Patchwork strawberry & gooseberry pie

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When we moved into our house (nearly 8 years ago now – how time flies!) we were lucky to not only inherit some very fruitful raspberry canes but a gooseberry bush as well. We’ve not always had the best of luck with it due to some pesky caterpillars but this year seems to have given us a bumper crop. My little ladies have enjoyed helping to pick them (and there are still more to come) so I thought it was time to make something with them before they sat in the fridge for much longer. I’ve made a couple of gooseberry based bakes before such as a gooseberry crumble cake and a Victoria sponge with gooseberry compote but this time I decided to try something a little different. I remembered spotting this recipe for a strawberry and gooseberry pie in a BBC Good Food magazine many years ago and decided now was the time to try it out. We had hoped to pop down to our local pick your own farm to pick some local strawberries to use in it but unfortunately the weather has not been on our side this weekend. Fingers crossed it will brighten up soon and start to feel a bit more like summer.

Normally I’m not a fan of making or working with pastry but actually this pastry is pretty forgiving and even I managed to produce some edible pastry (it even got the seal of approval from my girls!) This isn’t a pie you can rustle up quickly. It does require quite a bit of chilling and baking time so make sure you factor that into your plans. You will need a 23cm fluted tart tin (ideally with a removable base). I would definitely recommend serving it with the leftover syrup as the gooseberries are quite tart and the syrup helps to sweeten it.

Ingredients:
For the pastry
1 large egg (at room temperature, separated)
225g unsalted butter (soft but not greasy)
1 teaspoon vanilla extract
50g caster sugar
½ teaspoon salt
350g plain flour (plus extra for dusting)

For the filling
500g ripe strawberry (halved, or quartered if large)
500g gooseberry (washed, topped and tailed)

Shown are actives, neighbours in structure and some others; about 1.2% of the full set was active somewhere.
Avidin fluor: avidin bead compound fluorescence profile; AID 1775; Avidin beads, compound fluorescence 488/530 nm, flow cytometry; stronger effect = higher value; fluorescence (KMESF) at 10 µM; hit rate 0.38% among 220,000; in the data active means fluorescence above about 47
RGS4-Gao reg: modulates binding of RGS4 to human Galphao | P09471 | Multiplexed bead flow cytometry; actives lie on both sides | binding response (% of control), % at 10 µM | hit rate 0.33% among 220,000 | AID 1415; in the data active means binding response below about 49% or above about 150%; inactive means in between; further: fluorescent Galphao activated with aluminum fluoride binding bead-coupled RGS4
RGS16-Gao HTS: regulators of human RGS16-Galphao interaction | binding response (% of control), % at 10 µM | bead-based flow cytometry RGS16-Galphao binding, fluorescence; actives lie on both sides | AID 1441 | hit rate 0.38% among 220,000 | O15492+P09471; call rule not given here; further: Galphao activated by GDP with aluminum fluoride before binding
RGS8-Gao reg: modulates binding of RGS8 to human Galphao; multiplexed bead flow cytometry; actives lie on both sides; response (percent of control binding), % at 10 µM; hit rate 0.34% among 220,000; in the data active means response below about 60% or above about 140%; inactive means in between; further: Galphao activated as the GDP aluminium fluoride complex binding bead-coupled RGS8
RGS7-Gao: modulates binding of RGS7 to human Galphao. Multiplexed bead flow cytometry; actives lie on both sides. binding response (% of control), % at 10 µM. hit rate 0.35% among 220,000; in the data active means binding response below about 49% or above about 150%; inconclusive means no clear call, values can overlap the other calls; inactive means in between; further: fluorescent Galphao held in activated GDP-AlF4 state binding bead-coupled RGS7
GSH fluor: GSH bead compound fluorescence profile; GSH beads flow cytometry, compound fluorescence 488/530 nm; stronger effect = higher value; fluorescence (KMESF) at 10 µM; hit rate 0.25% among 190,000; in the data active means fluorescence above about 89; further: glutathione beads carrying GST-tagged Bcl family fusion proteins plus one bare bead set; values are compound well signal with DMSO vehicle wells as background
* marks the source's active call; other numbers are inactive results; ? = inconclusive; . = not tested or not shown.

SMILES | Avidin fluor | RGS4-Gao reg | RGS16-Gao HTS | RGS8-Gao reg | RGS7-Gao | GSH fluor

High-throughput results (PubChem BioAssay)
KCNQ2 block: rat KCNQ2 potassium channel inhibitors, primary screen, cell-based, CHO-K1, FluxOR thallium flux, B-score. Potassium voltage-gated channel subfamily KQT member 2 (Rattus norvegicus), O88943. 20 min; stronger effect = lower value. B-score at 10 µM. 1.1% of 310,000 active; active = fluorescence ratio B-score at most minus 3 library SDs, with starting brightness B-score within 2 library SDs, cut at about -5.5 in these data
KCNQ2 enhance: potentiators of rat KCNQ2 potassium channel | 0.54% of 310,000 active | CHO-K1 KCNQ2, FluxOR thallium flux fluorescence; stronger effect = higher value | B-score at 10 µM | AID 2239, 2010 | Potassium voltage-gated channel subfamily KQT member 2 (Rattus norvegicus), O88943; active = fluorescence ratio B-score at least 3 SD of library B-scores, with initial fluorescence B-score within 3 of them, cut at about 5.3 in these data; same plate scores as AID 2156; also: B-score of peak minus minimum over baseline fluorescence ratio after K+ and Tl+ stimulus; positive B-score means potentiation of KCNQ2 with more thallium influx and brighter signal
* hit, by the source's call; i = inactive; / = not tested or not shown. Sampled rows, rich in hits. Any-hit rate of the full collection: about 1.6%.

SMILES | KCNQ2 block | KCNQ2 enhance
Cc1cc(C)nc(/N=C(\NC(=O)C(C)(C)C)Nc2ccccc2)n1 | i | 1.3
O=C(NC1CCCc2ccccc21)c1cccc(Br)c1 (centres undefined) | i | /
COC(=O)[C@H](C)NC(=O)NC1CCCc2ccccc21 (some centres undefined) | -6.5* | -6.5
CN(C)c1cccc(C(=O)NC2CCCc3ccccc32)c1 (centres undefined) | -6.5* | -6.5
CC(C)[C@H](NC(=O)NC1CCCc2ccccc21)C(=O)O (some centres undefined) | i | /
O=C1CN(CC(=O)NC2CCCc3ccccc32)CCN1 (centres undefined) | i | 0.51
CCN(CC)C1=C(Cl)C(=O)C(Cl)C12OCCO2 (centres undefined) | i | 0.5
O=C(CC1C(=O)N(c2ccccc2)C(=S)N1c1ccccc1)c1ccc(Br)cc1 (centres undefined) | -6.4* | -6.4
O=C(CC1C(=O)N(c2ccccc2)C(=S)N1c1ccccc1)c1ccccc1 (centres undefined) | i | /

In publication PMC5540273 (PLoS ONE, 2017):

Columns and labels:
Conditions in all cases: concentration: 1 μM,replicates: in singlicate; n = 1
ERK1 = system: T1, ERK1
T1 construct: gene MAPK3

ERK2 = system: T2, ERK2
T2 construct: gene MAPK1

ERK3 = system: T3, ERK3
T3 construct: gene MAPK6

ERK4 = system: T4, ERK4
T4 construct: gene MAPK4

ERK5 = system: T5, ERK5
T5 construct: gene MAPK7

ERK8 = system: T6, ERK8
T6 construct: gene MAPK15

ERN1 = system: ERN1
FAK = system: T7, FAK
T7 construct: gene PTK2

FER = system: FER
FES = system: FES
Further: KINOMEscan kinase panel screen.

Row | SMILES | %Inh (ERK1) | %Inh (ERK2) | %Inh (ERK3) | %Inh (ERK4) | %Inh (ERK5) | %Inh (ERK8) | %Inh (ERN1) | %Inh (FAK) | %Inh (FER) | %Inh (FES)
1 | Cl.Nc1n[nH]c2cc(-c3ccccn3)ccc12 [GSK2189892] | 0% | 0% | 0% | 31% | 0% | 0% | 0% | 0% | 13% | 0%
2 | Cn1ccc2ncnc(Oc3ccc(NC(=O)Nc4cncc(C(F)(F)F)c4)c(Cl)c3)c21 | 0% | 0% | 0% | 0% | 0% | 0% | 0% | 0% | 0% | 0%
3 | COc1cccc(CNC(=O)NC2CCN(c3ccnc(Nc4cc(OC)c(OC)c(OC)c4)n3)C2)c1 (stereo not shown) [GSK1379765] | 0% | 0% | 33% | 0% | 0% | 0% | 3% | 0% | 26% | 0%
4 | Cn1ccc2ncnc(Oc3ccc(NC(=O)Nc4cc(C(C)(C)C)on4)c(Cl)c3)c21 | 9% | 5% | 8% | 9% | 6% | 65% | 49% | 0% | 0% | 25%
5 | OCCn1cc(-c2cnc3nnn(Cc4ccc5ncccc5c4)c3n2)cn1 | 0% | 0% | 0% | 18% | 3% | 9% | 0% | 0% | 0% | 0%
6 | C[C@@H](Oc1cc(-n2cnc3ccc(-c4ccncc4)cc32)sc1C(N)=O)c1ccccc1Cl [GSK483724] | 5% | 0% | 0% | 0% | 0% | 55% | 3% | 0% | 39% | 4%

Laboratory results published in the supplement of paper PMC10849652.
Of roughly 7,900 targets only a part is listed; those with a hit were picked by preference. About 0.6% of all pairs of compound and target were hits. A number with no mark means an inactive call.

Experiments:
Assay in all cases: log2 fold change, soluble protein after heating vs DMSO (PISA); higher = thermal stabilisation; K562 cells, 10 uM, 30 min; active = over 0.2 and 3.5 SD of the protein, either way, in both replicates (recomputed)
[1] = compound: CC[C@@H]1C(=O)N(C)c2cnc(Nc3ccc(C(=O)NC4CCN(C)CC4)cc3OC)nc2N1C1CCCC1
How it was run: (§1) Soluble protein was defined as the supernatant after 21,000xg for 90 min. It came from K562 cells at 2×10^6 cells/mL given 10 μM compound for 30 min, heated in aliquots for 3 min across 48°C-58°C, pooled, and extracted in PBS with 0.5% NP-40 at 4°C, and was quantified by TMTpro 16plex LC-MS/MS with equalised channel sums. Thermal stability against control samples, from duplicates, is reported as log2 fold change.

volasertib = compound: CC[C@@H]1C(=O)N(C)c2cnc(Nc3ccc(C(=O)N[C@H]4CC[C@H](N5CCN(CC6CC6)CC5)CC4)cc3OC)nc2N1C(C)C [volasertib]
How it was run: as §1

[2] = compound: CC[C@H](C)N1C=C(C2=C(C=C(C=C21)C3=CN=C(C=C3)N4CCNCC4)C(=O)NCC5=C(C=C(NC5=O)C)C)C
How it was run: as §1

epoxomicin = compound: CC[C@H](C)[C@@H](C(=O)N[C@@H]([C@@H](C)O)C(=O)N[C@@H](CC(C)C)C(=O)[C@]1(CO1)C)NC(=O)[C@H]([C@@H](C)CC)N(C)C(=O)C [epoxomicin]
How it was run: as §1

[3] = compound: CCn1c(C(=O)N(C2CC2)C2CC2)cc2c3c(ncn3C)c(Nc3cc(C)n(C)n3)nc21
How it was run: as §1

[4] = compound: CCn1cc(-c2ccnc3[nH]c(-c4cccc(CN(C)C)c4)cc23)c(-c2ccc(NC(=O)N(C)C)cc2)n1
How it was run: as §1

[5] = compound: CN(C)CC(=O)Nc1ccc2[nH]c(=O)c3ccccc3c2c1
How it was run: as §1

100g golden caster sugar, plus extra 1 tablespoon
1 teaspoon ground cinnamon
2 tablespoons semolina or ground almonds

Method:
1) Put the egg yolk, butter, vanilla, sugar and salt in a food processor, and pulse until creamy and soft. Add the flour and pulse until the mixture comes together in clumps (try not to overwork it).

2) Tip onto a lightly floured surface and squish the dough together. Split it into 2 pieces, one slightly larger than the other, then shape into smooth discs. Wrap in cling film and chill in the fridge for 30 minutes.

3) Meanwhile, make the filling. Put the berries and sugar in a wide pan and cook for 5 minutes until syrupy and the gooseberries are soft but not bursting. Drain in a colander over a bowl and leave to cool (reserve the leftover syrup for later). Mix together the cinnamon and extra sugar, and set aside.

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4) Heat your oven to 200C/180C fan/gas 6. Line a 23cm fluted tart tin with the larger piece of pastry. As this pastry is quite short, it’s easier to roll out between 2 sheets of baking parchment. Roll out to 3mm thick, remove the top sheet of paper, flip the pastry over your rolling pin and use it to help lift the pastry over the tin. Prick the base several times with a fork, chill until firm, then line with foil and fill with baking beans. Bake on a baking sheet for 15 minutes. Remove the foil and beans, and bake for a further 10 minutes or until the bottom of the pastry is golden and feels sandy. Roll the second pastry disc to roughly the size of the tart and cut into 5cm squares.

5) Scatter the semolina or almonds over the pastry base (this will help to prevent a soggy bottom). Top with the fruit and drizzle with 2 tablespoons of the syrup. Space the pastry squares over the tart, brush with egg white, then scatter the pie with most of the reserved cinnamon sugar. Wrap only the edge of the pie with a collar of foil to protect it from overcooking, then bake for 30 minutes until golden and crisp.

6)To serve scatter with more spiced sugar and serve warm with thick cream and the fruity pink syrup in a jug for pouring.

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